Album Review: Record Setter – ‘I Owe You Nothing’
Posted: by The Editor
In many ways, Topshelf Records was the emo revival. Their early 2010s catalog hosted many of the bands that would come to define the various facets of the sound: You Blew It!, Pianos Become the Teeth, The World Is. They even put out comeback albums from classic ‘90s emo giants like Braid and The Jazz June. So Record Setter being signed to the label, however strange it may seem on their current roster, is something of a return to form.
Record Setter is, of course, an emo band. That doesn’t mean terribly much in 2020, particularly not with a band like Record Setter, for whom every new release has been something of a reinvention. Their debut LP, 2014’s Dim, was post-hardcore a la Hot Water Music. 2017’s stellar Purge was a bit less chaotic; songs had time to breathe and expand before collapsing into screamed bridges. The two songs they contributed to a split with Sylvania Ave. and Genius Christ last year were their most melodic yet – it seemed the band was softening up with each successive release.
I Owe You Nothing completely reverses that trend. It is an out-and-out screamo record, no questions asked. It begins with a bang – “Someplace” immediately answers any questions as to how heavy I Owe You Nothing will be. “How long have I been standing just staring at the floor?” shrieks Judy Mitchell, “How long was that door open? I never noticed it before.” At that last line, the band drops out, Mitchell’s voice nearly cracking on “before.” The band takes off at breakneck speed after that, Mitchell’s howls barely keeping up, and they never let up from there. “Someplace” flows directly into “Sometimes,” as nearly all the songs on I Owe You Nothing do; it’s a form-mirrors-content of Mitchell’s explanation of the record’s theme: “telling your story honestly and demonstrating people are a whole person.” It makes the album a true listen-in-full type deal; songs stop and start back up without warning and flow into the next without breaks.
“Sometimes” opens with a peppy math riff that wouldn’t feel out of place in a Gulfer song. Then forty seconds in, the song grinds to a halt and Mitchell croons, “I’m not emotive enough.” It feels like a wink at the listener, as her singing is soon overtaken again by screaming as the song crescendos. The rare moments of respite that do come – that moment, “Present Tense” (for the most part), “Future Tense,” the final seconds of the record – are all the more powerful for their infrequency. “Future Tense,” one of the record’s three pre-release singles, is a particular highlight; as much as Record Setter is a heavy band, when they slow things down the result is beautiful. It’s a spacey, hypnotic song that demonstrates that the band really does know when to hold back; just when the song begins to build and seems like it might explode, it grinds to a halt and turns to a soft drone that flows straight into pummeling closer “Fail and Fall.”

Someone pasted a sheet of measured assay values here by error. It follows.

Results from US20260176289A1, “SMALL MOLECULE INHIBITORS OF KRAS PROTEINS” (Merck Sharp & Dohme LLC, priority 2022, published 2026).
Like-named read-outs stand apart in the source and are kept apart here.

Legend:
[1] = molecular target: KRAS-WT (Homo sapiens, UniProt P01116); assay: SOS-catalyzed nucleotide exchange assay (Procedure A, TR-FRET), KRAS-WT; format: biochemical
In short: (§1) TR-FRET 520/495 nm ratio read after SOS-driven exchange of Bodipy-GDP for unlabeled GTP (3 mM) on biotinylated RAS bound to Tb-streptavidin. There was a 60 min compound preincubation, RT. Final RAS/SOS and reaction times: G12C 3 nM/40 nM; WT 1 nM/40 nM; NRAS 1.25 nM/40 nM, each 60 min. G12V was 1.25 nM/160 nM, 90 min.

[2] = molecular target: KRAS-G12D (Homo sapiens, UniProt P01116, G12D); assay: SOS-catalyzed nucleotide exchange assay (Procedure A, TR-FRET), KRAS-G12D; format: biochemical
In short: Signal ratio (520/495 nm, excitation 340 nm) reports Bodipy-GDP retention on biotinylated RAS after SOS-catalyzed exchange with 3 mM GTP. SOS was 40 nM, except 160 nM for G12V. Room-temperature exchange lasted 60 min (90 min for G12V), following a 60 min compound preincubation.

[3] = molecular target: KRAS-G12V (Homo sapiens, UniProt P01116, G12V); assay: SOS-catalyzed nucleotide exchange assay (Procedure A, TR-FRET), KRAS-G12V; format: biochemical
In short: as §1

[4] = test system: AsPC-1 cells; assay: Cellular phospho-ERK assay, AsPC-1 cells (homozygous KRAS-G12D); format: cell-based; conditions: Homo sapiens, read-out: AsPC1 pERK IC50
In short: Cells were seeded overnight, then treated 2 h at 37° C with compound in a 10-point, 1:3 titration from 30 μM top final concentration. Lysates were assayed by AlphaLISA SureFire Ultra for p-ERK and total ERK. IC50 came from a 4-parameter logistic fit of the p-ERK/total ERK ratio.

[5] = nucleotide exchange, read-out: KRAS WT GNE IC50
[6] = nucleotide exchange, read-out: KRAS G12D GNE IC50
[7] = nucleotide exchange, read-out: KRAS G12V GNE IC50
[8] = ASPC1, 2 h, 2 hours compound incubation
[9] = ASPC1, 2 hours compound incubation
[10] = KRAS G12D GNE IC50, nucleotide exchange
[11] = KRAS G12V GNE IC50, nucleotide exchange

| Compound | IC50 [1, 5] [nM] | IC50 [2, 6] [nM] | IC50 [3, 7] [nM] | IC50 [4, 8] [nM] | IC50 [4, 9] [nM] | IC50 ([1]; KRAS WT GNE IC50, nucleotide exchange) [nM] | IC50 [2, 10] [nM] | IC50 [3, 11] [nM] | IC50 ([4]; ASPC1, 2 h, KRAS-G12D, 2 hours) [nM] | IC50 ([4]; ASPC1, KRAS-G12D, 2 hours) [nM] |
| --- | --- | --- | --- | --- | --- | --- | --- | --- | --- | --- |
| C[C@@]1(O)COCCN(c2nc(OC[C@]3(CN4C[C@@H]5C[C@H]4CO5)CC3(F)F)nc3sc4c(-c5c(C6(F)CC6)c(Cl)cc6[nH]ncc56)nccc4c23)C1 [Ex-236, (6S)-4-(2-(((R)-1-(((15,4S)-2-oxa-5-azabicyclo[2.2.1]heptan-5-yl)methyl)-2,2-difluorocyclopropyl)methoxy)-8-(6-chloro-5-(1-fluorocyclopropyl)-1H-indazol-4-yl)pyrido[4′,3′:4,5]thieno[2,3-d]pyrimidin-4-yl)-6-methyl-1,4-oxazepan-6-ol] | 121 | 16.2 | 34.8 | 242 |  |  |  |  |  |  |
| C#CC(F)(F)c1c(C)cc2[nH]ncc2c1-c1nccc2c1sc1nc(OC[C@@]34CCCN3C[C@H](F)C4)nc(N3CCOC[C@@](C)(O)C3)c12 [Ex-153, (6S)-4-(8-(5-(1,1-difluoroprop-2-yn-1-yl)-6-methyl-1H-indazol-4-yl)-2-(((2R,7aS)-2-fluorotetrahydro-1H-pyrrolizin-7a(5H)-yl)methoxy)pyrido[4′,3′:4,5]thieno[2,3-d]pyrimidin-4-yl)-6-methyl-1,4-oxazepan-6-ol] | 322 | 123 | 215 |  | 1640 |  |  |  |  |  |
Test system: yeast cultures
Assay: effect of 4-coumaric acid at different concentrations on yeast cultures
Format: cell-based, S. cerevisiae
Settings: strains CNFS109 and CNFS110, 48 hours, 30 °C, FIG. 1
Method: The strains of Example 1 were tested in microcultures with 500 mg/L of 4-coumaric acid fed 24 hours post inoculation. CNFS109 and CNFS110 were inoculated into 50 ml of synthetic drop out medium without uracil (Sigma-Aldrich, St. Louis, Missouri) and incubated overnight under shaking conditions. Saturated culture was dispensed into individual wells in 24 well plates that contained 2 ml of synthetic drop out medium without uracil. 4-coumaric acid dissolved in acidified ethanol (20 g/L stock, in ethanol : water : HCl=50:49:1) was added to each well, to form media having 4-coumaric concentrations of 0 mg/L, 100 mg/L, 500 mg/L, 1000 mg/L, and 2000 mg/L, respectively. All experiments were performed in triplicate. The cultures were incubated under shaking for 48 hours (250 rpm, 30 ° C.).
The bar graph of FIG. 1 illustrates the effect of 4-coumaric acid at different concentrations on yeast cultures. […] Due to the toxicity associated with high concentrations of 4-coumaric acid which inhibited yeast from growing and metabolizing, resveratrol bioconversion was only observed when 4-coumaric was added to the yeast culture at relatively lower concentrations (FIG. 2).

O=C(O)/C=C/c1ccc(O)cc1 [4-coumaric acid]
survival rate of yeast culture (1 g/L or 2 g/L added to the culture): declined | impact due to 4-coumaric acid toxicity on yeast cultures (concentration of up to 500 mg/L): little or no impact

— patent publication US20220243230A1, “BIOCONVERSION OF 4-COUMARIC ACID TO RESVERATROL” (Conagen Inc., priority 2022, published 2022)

Taken in aggregate – and again I Owe You Nothing really is the sort of album that begs to be played in full – the record is a masterclass in aggressive emo; there’s been no shortage of incredible screamo or post-hadcore albums in 2020, but this one stands among the best of them. It’s a worthy debut effort on Topshelf, and it suggests that one day, maybe not too far down the line, Record Setter will be mentioned in the same breath as some of the other classics the label has put out.
Disappointing / Average/ Good / Great /Phenomenal
Zac Djamoos | @gr8whitebison
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